Trust AND verify…

Trust by verify 3.15.16

A controller recently left the employ of a clients after five years of service.  This person brought a great deal to the company during her tenure.  She improved reporting, created systems that improved communications, and saved thousands of dollars in insurance costs.  She was considered to be a real asset, and they knew that finding the right replacement would be a challenge.  But what they discovered in the 30 days following her departure was completely unexpected!

Within two weeks of the new controller arriving numerous issues began to surface.  Government reports had not been filed, payroll taxes short paid, and suspended licenses to name a few.  As the alarms went off and suspicion rose, the owner started digging deeper with the question in mind “where else has she not been getting her job done; what else was she lying about?” As the search unfolded, they did indeed find more issues and a misappropriation of funds.  The sense of disappointment at this breach of trust, and feeling of betrayal mounted daily. They were devastated!  How could this have happened? What had they not been paying attention?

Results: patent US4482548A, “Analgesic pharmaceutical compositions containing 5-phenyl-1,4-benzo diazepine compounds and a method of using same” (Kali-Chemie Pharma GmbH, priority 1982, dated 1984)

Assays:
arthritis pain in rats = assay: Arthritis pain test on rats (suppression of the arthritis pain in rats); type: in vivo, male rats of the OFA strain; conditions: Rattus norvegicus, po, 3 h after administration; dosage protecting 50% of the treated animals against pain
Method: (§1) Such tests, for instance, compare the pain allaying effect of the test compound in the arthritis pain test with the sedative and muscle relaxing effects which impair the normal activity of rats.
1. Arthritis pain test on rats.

The answer was simple… trust, but verify.  Have controls in place, and a system of checks and balances.  Here are some of the systems the owners have put into place to prevent this from every happening again:

  • Credit cards must be paid by a check, and are no longer paid on line with a transfer
  • All government notices that come in the mail are directed to the owner prior to being opened.
  • Quarterly payroll reports/payment and bank reconciliations are reviewed and verified by a third party

Maybe these suggestions as well as this article How to Spot Accounting Fraud can prevent this from happening to you.  Clarity about what’s going on in your business can give you the confidence and peace of mind to know you can trust your accounting staff.

3 Comments

  1. Larry Wendt

    Great article, Vicki. I, too, have had this experience and sometimes when it is suggested to my clients to “Trust and Verify” as you note here – it is perceived as a disrespectful attitude to an employee. I think you have made a great case for it being a good business practice and not a personal affront to the employees that we trust.

    I’ve already forwarded your entry to a new client that is struggling with this very issue right now.

    Thanks again.

    • Vicki Suiter

      Hi Larry, thank you for your feedback. So glad to hear you are “passing it forward” as that is how we make a difference! 🙂
      Vicki

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